Arp Pulsars E Quasars on LP
Alexis Georgopoulos aka Arp has always approached recordings with a conceptual bent. Imbued with an expansive sense of music history – he's written about pop and avant-garde music for i-D (UK), V, ANP Quarterly, BOMB, Fader, and Vice – he has a penchant for doing the unexpected and refusing to take part in the fleeting pop trends of the given day in favor of pursuing a more adventurous trajectory. Georgopoulos made 2013 full–length More primarily by himself. The endeavor took time. With 2014's Pulsars e Quasars, he wanted to work quickly. He asked a few friends to join him in the studio.
And while the same nuanced attention to detail that characterized More is present here, there is a looser, slightly more drugged–out, live band quality present here. As the title infers, there is a ‘cosmic' quality to Pulsars e Quasars – in a sense, it draws a link to his earlier cosmic synth work, albeit reclaiming and redefining it in a pop songwriting context. Opener "Suns" sets the tone. And it glows. A bracing current of electricity, it's a slate – cleaner, an improvised transmission capturing the group sound of this temporary ensemble in motion.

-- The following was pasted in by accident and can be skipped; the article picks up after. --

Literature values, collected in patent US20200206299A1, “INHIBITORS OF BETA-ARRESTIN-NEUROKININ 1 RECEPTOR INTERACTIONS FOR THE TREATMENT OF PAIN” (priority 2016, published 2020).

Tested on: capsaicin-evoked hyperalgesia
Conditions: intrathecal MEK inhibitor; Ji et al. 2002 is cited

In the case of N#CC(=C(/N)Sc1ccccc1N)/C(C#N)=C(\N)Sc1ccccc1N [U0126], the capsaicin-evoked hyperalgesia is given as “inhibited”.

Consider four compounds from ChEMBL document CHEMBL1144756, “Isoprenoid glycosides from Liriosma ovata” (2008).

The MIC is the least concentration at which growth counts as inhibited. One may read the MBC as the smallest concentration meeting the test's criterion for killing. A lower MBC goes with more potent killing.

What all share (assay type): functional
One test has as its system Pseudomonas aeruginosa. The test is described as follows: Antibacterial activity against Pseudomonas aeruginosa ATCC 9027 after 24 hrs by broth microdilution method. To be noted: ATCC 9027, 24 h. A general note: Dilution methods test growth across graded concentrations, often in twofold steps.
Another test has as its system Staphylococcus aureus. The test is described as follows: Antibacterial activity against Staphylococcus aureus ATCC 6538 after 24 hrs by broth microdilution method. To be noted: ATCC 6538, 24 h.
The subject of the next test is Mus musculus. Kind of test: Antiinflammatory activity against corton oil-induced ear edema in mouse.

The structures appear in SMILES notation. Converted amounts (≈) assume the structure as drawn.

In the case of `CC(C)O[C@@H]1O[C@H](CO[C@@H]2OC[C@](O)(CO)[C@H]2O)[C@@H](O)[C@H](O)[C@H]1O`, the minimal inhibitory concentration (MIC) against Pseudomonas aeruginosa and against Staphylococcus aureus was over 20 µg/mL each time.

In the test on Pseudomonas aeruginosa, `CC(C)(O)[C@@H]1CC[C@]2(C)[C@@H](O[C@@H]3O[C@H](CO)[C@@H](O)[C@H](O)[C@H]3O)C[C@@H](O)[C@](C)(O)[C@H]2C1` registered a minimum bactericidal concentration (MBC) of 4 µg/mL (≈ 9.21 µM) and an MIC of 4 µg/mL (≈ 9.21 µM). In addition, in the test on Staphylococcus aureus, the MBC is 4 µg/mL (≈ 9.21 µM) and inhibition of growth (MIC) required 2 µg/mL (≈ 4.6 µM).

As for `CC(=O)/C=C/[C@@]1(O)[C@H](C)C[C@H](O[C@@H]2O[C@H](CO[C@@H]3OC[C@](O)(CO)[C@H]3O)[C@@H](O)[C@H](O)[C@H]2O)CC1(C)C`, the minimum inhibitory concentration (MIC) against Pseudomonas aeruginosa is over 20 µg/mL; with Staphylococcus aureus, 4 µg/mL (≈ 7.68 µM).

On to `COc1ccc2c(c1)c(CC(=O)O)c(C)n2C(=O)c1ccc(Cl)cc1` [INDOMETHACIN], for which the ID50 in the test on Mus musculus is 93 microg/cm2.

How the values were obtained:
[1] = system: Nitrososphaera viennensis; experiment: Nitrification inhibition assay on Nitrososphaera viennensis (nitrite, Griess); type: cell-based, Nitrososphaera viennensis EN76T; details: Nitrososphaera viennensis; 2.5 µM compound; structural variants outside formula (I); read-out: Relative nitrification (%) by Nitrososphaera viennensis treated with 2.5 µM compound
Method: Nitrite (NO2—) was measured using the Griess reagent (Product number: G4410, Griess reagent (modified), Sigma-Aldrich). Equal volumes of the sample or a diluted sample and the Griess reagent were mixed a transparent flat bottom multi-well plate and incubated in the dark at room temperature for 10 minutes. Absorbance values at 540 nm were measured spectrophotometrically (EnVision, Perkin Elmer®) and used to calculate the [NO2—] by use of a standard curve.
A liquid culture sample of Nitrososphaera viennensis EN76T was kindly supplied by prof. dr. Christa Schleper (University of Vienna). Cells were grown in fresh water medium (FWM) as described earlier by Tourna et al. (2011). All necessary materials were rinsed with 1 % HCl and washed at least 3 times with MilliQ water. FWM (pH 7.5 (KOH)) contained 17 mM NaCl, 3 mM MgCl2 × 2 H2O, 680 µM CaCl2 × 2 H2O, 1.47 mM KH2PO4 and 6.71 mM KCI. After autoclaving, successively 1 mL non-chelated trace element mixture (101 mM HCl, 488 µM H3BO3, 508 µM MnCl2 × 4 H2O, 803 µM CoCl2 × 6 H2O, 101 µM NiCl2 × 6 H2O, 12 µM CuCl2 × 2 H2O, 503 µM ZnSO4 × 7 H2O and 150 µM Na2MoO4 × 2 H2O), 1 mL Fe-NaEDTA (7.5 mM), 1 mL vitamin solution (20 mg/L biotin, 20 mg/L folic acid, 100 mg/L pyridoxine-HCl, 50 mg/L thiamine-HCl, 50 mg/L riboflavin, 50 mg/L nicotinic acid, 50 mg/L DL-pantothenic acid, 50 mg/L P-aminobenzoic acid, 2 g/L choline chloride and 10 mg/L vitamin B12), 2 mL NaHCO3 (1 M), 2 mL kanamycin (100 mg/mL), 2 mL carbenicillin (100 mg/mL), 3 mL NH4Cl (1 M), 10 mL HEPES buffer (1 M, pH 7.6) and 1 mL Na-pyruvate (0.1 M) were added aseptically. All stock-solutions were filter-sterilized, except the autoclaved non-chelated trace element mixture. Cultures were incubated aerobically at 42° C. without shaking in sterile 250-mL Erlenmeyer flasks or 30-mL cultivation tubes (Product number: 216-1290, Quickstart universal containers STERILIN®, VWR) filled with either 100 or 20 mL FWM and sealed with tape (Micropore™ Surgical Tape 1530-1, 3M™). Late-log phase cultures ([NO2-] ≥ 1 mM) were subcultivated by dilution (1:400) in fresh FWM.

"Pulsars e Quasars," the title–track and lead single, is a lysergic rush, a kaleidoscopic bite of psychedelic Anglophile pop. Settling into his singing voice – most of his earlier albums were primarily instrumental – his voice finds a comfortable spot between the narcotic resplendence of George Harrison and the delicacy of Broadcast's Trish Keenan. The music, meanwhile, opens swathed in phased guitars before building into a prismatic, melodic fuzzed out mass. A tune that might just become a make-out classic.
"Chromatiques II (Extended Mix), mixed in collaboration with Jefre Cantu–Ledesma bleaches "Pulsars" into a sunkissed haze that you might want to go on forever. If, when it ends, you wonder if it had just been a mirage, you'll have the warm sensation of having been singed. Just a little.